How does Jesus do this? The Gospel of Luke tells us Jesus solicits from his followers a confession by asking them who they think he is (Luke 9:18-26). Peter blurts out that he thinks Jesus is “God’s Messiah.” Lest we tame this word “Messiah,” don’t forget that in Jesus’ day “Messiah” flowed out of the Story of the Bible and it always meant “the Davidic king who would liberate Israel and establish peace and justice for the community.” If there was any word in Israel’s dictionary that was clear, “Messiah” was it. So, Peter confesses Jesus as Messiah and knows exactly what he means. So does everyone else. It means the final king and his kingdom. The Magnificat is a perfect expression of that view of Messiah. So is the Benedictus, and what John was pointing toward in his repentance vision was that Messianic vision.
 But Jesus will alter the meaning of Messiah forever.
Jesus’ response to Peter’s perfectly orthodox answer was at odds with everything the apostles had in mind. Completely at odds.  Instead of Jesus saying, “Finally, someone gets it! Finally someone has figured out who I am!,” Jesus jumps to Daniel 7’s wiki-story of the mysterious figure he calls the “son of man.” Here is what Jesus says in Luke 9:22:

The Son of Man must suffer many things and be rejected by the elders, the chief priests and the teachers of the law, and he must be killed and on the third day be raised to life.

The apostles must have been repelled when Jesus connected Son of Man to “suffer.” Jesus’ response is “Yes, I am Messiah. Now for the inside scoop: Messiah is not what you think. This Messiah will be crucified (and raised).” No one expected the Messiah to be crucified. Messiahs rule with power and glory in their kingdom. But Jesus deconstructed their kingdom vision by deconstructing the meaning of Messiah; and he reconstructed the kingdom vision by reconstructing the meaning of Messiah.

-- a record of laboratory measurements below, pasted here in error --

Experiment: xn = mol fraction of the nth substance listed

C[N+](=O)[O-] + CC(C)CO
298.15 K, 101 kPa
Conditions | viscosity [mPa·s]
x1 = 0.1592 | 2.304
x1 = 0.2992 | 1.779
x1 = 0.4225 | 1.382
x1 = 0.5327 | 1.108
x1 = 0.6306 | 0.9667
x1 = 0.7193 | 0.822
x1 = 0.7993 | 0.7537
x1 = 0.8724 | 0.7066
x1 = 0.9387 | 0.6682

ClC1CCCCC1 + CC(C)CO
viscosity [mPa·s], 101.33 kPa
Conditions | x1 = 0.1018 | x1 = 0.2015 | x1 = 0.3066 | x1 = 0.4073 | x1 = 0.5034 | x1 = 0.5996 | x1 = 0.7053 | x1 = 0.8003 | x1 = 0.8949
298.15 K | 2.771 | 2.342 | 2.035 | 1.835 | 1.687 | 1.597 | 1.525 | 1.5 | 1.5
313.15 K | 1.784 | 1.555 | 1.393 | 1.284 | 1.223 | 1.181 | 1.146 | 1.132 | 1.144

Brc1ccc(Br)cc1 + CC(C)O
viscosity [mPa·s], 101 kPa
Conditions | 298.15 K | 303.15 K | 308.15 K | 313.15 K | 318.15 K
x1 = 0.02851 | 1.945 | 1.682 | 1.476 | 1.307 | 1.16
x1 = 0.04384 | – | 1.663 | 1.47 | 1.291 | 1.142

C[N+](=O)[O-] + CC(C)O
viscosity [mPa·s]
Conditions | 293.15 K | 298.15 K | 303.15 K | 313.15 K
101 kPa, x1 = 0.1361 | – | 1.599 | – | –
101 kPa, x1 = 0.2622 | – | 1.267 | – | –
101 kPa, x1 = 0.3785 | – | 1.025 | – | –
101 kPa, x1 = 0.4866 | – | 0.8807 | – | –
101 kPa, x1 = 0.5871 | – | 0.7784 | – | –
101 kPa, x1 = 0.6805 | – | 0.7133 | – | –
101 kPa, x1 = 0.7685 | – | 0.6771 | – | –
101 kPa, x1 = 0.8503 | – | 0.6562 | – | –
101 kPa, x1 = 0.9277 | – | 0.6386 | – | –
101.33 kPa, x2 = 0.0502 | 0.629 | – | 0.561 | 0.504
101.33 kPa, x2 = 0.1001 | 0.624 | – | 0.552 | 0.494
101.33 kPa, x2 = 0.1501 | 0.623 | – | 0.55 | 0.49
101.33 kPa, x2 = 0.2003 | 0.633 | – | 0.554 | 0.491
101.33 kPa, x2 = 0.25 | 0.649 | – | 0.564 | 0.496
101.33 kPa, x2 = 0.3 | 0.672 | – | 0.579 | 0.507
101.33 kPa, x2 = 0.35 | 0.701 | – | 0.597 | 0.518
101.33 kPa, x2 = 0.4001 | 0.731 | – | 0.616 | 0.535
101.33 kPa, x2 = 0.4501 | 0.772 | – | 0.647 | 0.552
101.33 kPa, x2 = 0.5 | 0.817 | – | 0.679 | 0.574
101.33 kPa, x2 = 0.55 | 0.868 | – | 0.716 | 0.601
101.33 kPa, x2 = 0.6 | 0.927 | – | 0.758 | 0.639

As this Story unfolds in the pages of the New Testament, the cross becomes more and more central. So, these words of Luke 9:22 can be taken as the first words of a chapter that will explain the significance of Jesus’ death. It is not possible here to do anything but sketch what is said, but I like to use three expressions to explain the cross and I’m quite aware that these three expressions expand Luke’s own theology. Jesus died

 with us – in total identification;
 instead of us – as our substitute to do what we could not;
 for us – giving us forgiveness and oneness with God.

The entire Story of Jesus is reshaped by the cross that Jesus predicts. Kingdom will not be forever connected to cross. No cross, no kingdom; no kingdom, no cross. In other words, cross and kingdom are so connected that when either conservatives or liberals shift the gravity from kingdom/community/church to either individualism or society, something goes terribly wrong. The cross of Jesus is a kingdom vision and that means the cross-shaped community is at the center of what salvation means in Luke.
Not only did he deconstruct their kingdom vision, he also deconstructed their understanding of discipleship. There is no doubt the disciples’ image of discipleship had to do with ruling next to Jesus when he ascended onto his kingdom throne. This is exactly the ambition we see in Luke’s last supper/Eucharistic narrative in Luke 22:24-27.  What lit up their minds was the prospect of being in charge; maybe some vindication too. Until they heard Jesus say this in Luke 9:23: